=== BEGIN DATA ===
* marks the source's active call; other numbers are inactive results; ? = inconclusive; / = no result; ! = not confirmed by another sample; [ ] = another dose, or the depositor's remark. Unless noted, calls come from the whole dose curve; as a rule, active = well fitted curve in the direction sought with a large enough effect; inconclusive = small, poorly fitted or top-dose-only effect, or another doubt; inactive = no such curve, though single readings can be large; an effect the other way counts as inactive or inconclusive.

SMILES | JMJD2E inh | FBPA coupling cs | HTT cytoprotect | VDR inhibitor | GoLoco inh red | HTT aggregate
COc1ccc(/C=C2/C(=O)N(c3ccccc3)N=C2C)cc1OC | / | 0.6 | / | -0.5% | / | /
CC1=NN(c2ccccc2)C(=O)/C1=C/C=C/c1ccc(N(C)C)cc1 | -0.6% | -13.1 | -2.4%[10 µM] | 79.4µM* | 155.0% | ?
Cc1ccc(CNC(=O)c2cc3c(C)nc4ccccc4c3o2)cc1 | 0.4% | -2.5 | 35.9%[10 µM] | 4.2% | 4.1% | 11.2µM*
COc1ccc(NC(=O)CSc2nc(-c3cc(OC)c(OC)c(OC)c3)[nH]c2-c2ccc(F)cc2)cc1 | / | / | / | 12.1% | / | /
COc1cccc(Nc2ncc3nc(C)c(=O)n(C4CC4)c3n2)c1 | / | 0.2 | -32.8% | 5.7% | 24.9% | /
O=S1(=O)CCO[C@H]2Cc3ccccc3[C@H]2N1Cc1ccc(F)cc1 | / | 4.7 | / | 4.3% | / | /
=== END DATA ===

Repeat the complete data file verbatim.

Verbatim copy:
* marks the source's active call; other numbers are inactive results; ? = inconclusive; / = no result; ! = not confirmed by another sample; [ ] = another dose, or the depositor's remark. Unless noted, calls come from the whole dose curve; as a rule, active = well fitted curve in the direction sought with a large enough effect; inconclusive = small, poorly fitted or top-dose-only effect, or another doubt; inactive = no such curve, though single readings can be large; an effect the other way counts as inactive or inconclusive.

SMILES | JMJD2E inh | FBPA coupling cs | HTT cytoprotect | VDR inhibitor | GoLoco inh red | HTT aggregate
COc1ccc(/C=C2/C(=O)N(c3ccccc3)N=C2C)cc1OC | / | 0.6 | / | -0.5% | / | /
CC1=NN(c2ccccc2)C(=O)/C1=C/C=C/c1ccc(N(C)C)cc1 | -0.6% | -13.1 | -2.4%[10 µM] | 79.4µM* | 155.0% | ?
Cc1ccc(CNC(=O)c2cc3c(C)nc4ccccc4c3o2)cc1 | 0.4% | -2.5 | 35.9%[10 µM] | 4.2% | 4.1% | 11.2µM*
COc1ccc(NC(=O)CSc2nc(-c3cc(OC)c(OC)c(OC)c3)[nH]c2-c2ccc(F)cc2)cc1 | / | / | / | 12.1% | / | /
COc1cccc(Nc2ncc3nc(C)c(=O)n(C4CC4)c3n2)c1 | / | 0.2 | -32.8% | 5.7% | 24.9% | /
O=S1(=O)CCO[C@H]2Cc3ccccc3[C@H]2N1Cc1ccc(F)cc1 | / | 4.7 | / | 4.3% | / | /